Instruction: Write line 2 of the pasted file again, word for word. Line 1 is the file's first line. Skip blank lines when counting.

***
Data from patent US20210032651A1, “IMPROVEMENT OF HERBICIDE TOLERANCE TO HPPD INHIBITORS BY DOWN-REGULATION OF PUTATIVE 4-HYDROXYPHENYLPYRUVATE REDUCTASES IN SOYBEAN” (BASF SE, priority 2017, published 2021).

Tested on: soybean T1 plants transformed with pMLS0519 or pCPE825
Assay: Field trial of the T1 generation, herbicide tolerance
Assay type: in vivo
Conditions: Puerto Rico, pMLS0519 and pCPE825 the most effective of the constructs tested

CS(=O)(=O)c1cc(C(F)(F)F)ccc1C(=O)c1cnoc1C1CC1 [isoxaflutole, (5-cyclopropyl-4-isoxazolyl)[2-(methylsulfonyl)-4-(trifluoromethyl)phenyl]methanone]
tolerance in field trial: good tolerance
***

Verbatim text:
Tested on: soybean T1 plants transformed with pMLS0519 or pCPE825